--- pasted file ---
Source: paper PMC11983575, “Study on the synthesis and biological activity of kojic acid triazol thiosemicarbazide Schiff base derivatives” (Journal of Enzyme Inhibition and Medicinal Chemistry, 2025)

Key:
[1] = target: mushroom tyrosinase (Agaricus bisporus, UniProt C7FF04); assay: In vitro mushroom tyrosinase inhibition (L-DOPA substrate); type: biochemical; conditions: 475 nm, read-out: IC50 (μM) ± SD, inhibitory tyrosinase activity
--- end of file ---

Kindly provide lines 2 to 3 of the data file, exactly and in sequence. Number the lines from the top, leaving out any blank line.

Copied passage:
Key:
[1] = target: mushroom tyrosinase (Agaricus bisporus, UniProt C7FF04); assay: In vitro mushroom tyrosinase inhibition (L-DOPA substrate); type: biochemical; conditions: 475 nm, read-out: IC50 (μM) ± SD, inhibitory tyrosinase activity